Emily Dickinson’s short poem came to mind this morning. I first commented on it in March 2017, after the 2016 election and January 2017 inauguration of Mr. Trump as POTUS.
Tomorrow we get to vote again, though not for another president. My comments follow in the form of a letter to Mr. Trump.
A Day! Help! Help! Another Day!
Your prayers, oh Passer by!
From such a common ball as this
Might date a Victory!
From marshallings as simple
The flags of nations swang.
Steady – my soul: What issues
Upon thine arrow hang!
Emily Dickinson Poems, Edited by Brenda Hillman
Shambhala Pocket Classics, Shambhala 1995
Dear Mr. Trump,
I am not one of your fans. I am, however, a believer in more than chance happenings.
First, a confession. For months, I’ve been captive to the anti-Trump approach to daily happenings. I didn’t think about you all the time. Nonetheless, following your election and inauguration, my days seemed governed by what you did and what I thought and felt about it. Usually it felt like going from one bad scene to an even worse scene.
Looking back, I don’t regret thinking all that through, or writing about some of it. In fact, I rather enjoy going back to see my small trail of contributions to what’s been a national preoccupation and discussion. Trying to figure you out.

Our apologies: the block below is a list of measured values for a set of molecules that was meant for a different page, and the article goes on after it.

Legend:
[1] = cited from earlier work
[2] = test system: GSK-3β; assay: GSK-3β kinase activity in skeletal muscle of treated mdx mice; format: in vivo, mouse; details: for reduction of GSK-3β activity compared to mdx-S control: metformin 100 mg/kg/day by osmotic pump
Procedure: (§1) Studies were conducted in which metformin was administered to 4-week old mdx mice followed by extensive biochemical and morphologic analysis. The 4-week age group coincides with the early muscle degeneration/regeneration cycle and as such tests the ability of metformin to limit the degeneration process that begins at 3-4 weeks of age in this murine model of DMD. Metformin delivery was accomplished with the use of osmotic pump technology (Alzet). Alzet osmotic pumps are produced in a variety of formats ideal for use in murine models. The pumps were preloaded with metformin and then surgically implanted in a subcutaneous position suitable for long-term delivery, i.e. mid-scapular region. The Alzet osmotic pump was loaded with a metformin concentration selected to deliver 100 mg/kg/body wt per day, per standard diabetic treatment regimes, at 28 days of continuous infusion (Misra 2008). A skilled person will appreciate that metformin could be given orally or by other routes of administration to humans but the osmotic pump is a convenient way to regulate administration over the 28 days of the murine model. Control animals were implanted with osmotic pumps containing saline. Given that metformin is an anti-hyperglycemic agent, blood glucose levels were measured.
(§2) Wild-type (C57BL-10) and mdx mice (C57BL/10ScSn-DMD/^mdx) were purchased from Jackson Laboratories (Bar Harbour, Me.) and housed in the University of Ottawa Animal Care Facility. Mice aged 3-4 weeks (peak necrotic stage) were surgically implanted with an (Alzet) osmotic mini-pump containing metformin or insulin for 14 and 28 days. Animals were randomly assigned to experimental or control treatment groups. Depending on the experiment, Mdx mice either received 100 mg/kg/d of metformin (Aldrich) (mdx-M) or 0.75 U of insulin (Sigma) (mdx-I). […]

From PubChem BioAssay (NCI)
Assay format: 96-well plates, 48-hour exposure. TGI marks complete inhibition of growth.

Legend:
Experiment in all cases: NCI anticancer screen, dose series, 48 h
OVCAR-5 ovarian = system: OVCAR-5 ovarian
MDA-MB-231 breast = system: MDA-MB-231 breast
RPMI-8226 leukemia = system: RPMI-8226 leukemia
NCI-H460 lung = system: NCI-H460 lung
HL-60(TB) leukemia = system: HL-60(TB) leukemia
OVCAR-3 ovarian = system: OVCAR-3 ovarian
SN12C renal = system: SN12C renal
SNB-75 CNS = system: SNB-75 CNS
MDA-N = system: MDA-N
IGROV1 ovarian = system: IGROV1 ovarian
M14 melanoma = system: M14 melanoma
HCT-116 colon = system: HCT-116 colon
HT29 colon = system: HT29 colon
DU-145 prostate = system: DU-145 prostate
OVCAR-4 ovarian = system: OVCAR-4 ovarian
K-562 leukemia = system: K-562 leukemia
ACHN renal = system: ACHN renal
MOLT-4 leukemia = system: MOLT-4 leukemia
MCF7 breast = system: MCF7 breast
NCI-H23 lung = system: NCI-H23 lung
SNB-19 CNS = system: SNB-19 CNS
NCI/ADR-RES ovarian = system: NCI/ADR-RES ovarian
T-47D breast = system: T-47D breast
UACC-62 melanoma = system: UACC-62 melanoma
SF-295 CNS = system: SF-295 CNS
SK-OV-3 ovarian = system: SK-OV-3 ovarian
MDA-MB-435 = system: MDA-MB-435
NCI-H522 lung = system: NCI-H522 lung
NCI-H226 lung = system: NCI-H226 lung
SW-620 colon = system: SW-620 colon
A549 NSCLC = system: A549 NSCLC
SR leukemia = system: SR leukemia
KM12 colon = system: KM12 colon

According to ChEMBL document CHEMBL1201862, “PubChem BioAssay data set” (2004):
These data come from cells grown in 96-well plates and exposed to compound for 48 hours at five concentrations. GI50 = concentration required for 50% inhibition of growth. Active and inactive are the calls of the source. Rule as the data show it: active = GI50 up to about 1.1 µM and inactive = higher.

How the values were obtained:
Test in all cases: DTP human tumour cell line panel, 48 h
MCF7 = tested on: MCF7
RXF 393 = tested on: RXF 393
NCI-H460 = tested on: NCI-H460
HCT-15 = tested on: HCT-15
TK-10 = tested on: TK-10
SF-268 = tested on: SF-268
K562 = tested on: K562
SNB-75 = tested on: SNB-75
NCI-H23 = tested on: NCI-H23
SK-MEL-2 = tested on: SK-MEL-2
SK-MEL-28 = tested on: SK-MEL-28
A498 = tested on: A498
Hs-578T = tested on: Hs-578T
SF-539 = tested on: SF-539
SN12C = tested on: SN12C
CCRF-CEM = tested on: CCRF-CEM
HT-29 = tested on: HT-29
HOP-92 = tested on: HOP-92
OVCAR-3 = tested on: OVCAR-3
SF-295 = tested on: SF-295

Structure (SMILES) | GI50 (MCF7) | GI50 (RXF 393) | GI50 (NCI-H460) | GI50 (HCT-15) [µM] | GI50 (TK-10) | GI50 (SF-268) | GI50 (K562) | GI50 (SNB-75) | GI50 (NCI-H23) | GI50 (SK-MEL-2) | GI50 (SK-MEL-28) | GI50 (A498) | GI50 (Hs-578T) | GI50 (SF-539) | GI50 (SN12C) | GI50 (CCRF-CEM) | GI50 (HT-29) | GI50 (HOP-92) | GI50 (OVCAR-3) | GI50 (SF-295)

There isn’t, of course, any figuring that will balance things out nicely. Especially for those whose lives are in disarray thanks to your words and deeds. Plus the words and deeds of others you’ve enabled, if not unleashed.
And so I’ve moved on. I still believe each day contains the possibility of Victory, no matter how tomorrow’s midterm elections turn out. I also imagine Emily Dickinson’s “common ball” as our planet, which I would describe as this grand terrestrial ball. A dance, open to anyone who wants to accept the invitation. There’s only one hitch. Our Creator presides over this dance. Not any human leader, billionaire or organization.
So I’m taking dance lessons again. My neighbors and their pets are teaching me to lighten up. Women and men of color are teaching me to listen deeply to what’s happening. Children of all colors are teaching me to forget about how I look and how old I am. Friends of many years are helping me reconsider my dance partners. I’m tired of the same old rhetoric, the same old hopes for tomorrow, the same old anxiety about whether I’ll be asked to the dance.
I’m already in the dance! Stumbling along, sometimes gifted with a bit of insight, scraping together my courage, and showing up in the grand ballroom of life. You might like to try it yourself, if you dare.
From one voter among millions,
Elouise Renich Fraser
© Elouise Renich Fraser, 5 November 2018